“There will be a season two, and I can coordinate that,” said Danny Edmo, stunt coordinator for the new hit series, Dogs Reservation. “I did everything except the pilot episode, and it opened a lot of doors for us as Aboriginal people.”
The 37-year-old stunt coordinator began his life’s journey home on the Blackfeet Reservation.
“I grew up with the rodeo – steers and bulls,” Danny said. “My dad, Jack Edmo Sr., and Alan Sherman raised bucking horses so I’ve been riding since I can remember… that’s what got me started in rodeo.”
A graduate of Browning High School, Danny was on the A State Championship basketball team in 2001 and 2002. At the same time, he was in the “pretty heavy” rodeo until 2004, participating in the Indian National Rodeo Final in 1999, 2003 and 2004.
After high school, Danny moved to New Mexico when his father accepted a job with the Indian Health Service. He was there in 2004 when he competed in the INFR in California, winning the Bull Riding Championship.
Returning to Albuquerque for Christmas with his family, Danny attended a New Years party where a casting agent was looking for Native Americans who could ride bareback. The next day, Jack informed Danny’s sisters of the offer. As they needed a family member over 18 to accompany them, Danny volunteered to accompany them.
“When [my sisters] were getting their fittings, they asked me if I wanted to dress for $ 150, and I was like, okay, I can do that before college and the rodeo, so I did, ”a said Danny. “A week later, January 1, it was cold and I was dressed, so I went out on a hill to the scene of the Sand Creek Massacre, and horses crossed the hill with Scotty. [Augare], Dutch [Lunak] and beautiful [Michael]. We saw each other and they said, do you wanna go upstairs? And I said yes, I want it!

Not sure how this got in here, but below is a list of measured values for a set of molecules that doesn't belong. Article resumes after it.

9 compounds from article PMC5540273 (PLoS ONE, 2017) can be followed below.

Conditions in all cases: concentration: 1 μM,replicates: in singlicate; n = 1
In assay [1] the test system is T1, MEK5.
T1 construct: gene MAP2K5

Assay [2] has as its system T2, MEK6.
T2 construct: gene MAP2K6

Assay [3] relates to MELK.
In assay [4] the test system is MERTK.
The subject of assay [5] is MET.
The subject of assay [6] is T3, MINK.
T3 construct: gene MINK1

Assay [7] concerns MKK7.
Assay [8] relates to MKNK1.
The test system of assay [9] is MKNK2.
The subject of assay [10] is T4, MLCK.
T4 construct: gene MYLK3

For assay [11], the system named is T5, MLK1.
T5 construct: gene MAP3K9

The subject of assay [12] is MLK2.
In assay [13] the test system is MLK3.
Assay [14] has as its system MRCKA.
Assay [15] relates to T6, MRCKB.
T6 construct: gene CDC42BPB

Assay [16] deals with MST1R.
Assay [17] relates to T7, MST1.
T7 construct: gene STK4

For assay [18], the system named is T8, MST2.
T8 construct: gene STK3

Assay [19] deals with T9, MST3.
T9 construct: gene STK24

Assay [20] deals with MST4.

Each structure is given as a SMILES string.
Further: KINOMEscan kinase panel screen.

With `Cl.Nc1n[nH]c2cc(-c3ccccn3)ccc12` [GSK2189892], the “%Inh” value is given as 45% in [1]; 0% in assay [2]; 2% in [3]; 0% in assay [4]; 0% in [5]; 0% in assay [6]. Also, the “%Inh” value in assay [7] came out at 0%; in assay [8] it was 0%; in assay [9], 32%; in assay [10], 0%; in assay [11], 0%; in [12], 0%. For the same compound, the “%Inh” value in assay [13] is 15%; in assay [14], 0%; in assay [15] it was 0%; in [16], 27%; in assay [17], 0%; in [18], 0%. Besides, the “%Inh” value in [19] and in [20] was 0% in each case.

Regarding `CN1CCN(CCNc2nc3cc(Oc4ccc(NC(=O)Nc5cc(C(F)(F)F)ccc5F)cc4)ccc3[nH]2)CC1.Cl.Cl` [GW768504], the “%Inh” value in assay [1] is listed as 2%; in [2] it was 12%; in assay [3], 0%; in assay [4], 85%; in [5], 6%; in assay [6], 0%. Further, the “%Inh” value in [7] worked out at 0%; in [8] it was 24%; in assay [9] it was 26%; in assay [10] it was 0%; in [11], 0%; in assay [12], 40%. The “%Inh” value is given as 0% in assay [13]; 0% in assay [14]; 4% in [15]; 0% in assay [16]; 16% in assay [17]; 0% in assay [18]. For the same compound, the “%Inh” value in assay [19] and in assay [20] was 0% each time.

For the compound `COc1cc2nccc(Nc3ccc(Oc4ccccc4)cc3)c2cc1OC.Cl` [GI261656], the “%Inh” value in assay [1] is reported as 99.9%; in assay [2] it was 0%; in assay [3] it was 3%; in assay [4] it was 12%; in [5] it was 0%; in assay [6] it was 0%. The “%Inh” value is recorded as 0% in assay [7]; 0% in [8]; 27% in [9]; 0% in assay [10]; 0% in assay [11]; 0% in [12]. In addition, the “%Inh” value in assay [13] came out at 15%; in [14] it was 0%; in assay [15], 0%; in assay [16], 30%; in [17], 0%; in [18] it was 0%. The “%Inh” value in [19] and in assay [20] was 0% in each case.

They were shooting the TV series, To the west.
“It went from there,” Danny said. “I worked the following summer with the same coordinator on a bunch of native stuff and slowly progressed and got to know the people.”
This small start, some might say fatal, led to his more central position in filmmaking.
“I get phone calls asking me to work on different shows, so I get all the native guys together,” he said. “Now that Dutch and Scotty are no longer stunted, I’m replacing their shoes. “
As for Dogs Reservation, Danny was called in in their search for an all-Native American production.
“They contacted me and recommended me for the job so I spoke to a few others,” Danny said. “They helped me out and gave me a shot, and it worked wonderfully. It’s a pleasure to work with directors and actors. It’s like being in a family, and all of my success I owe it to Dutch and Scotty.
Until there, Dogs Reservation is a total success.
“Yes, I heard [good feedback], “he said.” It’s crazy; It’s awesome. Everything is indigenous, and this is the first time that I have seen this in forever. The story is indigenous – everything revolves around them.
As for his predecessors, Danny has nothing but praise for those who came before him.
“Dutch and Scotty paved the way for everything,” he said. “I have a group of stuntmen (Wagon Burner Stunts) and I bring people back from my place. The Momberg boys and the younger generation begin to come and help. Native Americans begin to do Native American stunts. We are capable of doing all of this and we make ourselves respected.